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Chapter 4. SQL Server Basics > Overview of the SQL Server Components

Overview of the SQL Server Components

SQL Server 2000 is composed of several important components. Each plays its own important role in the database management process. The components include:

  • Enterprise Manager— The Enterprise Manager, pictured in Figure 4.1, is a graphical tool that you can use to manage almost every aspect of SQL Server. As you can see in Figure 4.1, the Enterprise Manager provides you with a hierarchical view of your database server. Using the Enterprise Manager, you can create and drop databases, tables, views, stored procedures, and database diagrams. You can also schedule jobs, back up your databases, and perform other management tasks. The section of this chapter titled “Introduction to the Enterprise Manager” and other chapters in this book cover the various aspects of the Enterprise Manager.

    Figure 4.1. The Enterprise Manager is a graphical tool that allows you to manage almost every aspect of your SQL Server.

  • Query Analyzer— The Query Analyzer, pictured in Figure 4.2, provides a graphical environment within which you can interactively create, run, and debug Transact-SQL (T-SQL) statements. The section of this chapter titled “Introduction to the Query Analyzer” and other chapters in this book teach you how to harness the power of this easy-to-use tool.

    Figure 4.2. The Query Analyzer is a graphical tool that allows you to interactively create, run, and debug Transact-SQL statements.

  • Profiler— The SQL Profiler, pictured in Figure 4.3, provides a graphical environment within which you can capture SQL Server events. Using the Profiler, you can diagnose performance and locking problems, perform security audits, and troubleshoot various other problems with your server. The section of this chapter titled “Introduction to the Profiler” and other chapters in this book cover the various aspects of the Profiler.

    Figure 4.3. The Profiler is a graphical tool that allows you to capture SQL Server events.

  • Analysis Services— In previous versions of SQL Server, Microsoft referred to Analysis Services as OLAP Services. The standard installation process does not install Analysis Services. The Analysis Services allow you to perform online analytical processing, data warehousing, and data mining. This text does not cover Analysis Services; they are covered in SQL Server 2000 books such as Microsoft SQL Server 2000 DBA Survivor Guide, available from Sams.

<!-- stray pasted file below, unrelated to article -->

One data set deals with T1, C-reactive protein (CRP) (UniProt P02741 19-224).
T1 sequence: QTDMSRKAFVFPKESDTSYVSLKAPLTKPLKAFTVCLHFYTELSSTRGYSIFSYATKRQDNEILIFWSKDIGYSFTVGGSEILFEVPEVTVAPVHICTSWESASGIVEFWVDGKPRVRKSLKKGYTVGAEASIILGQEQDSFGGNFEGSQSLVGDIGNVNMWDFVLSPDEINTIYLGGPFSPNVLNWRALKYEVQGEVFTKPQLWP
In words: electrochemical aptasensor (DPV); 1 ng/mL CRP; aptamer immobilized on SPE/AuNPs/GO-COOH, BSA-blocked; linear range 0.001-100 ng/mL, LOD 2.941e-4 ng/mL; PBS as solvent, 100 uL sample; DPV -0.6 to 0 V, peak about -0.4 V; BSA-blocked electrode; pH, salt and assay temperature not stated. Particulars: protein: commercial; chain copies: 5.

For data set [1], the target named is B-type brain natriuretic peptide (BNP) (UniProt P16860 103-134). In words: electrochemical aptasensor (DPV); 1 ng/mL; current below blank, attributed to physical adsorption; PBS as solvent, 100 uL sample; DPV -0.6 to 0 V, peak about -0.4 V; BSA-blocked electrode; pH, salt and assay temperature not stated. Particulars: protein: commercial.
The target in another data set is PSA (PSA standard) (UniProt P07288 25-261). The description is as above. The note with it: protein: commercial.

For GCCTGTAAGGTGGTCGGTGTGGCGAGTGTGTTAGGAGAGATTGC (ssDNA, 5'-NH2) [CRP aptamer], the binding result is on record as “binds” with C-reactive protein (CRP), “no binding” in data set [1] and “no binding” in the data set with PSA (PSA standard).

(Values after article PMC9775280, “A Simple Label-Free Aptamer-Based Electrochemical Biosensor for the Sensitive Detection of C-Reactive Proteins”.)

• English Query— English Query is a powerful tool that allows you to design applications that enable users to enter queries in English rather than T-SQL. Like Analysis Services, the standard installation process does not include English Query. This text does not cover English Query; it is covered in SQL Server 2000 books such as Microsoft SQL Server 2000 DBA Survivor Guide, available from Sams.

  • Client Network Utility— Primarily, network administrators use the Client Network Utility. This graphical tool allows you to start and stop the SQL Server service, as well as to manage the client Net-Libraries and to define server alias names. Using this tool, you can also set the default options used by DB-Library applications. Figure 4.4 shows the Client Network Utility. It is covered in SQL Server 2000 books such as Microsoft SQL Server 2000 DBA Survivor Guide, available from Sams.

    Figure 4.4. The Client Network Utility is a graphical tool that allows you to start and stop the SQL Server service and to perform other administrative tasks.

  • Configure SQLXML support in IIS— This utility (shown in Figure 4.5) assists you with the process of setting up a virtual directory on your Internet Information Server (IIS). Chapter 21, “XML Support in Microsoft Access,” covers this utility.

    Figure 4.5. The Configure SQLXML support in the IIS utility assists you with the process of setting up a virtual directory on your Internet Information Server (IIS).

  • Import and Export Data— The Import and Export Data option launches the Data Transformation Services Import/Export Wizard. Using this tool, you can easily import OLE DB data into or export OLE DB data from SQL Server 2000. This powerful tool also provides a sophisticated means for transforming data (modifying the data as it is imported). The “Data Transformation Services” portion of this chapter covers the Import and Export Data feature in more detail.

  • Server Network Utility— The Server Network Utility, pictured in Figure 4.6, provides a graphical user interface for managing the server Net-Libraries that SQL Server uses. This tool is necessary only if you want to modify the options that you designated when you installed SQL Server. It allows you to designate the network protocol stacks on which an instance of SQL Server listens for client requests and the order in which the SQL Server evaluates network libraries when establishing connections. It also allows you to create new network addresses that SQL Server listens to. The Server Network Utility is covered in SQL Server 2000 books such as Microsoft SQL Server 2000 DBA Survivor Guide, available from Sams.

    Figure 4.6. The Server Network Utility is a graphical tool for managing the server Net-Libraries that SQL Server uses.

  • Service Manager— You use the Service Manager to start, stop, and pause the SQL Server components. Figure 4.7 shows the Service Manager. You can launch it by double-clicking the appropriate icon in the system tray or by selecting Programs, Microsoft SQL Server, Service Manager from the Start menu.

    Figure 4.7. The Service Manager allows you to start, stop, and pause the SQL Server components.

  • Books On-line— Books On-line is the help system for SQL Server 2000. Within this comprehensive help system, you can easily obtain help on any aspect of SQL Server or the T-SQL language.


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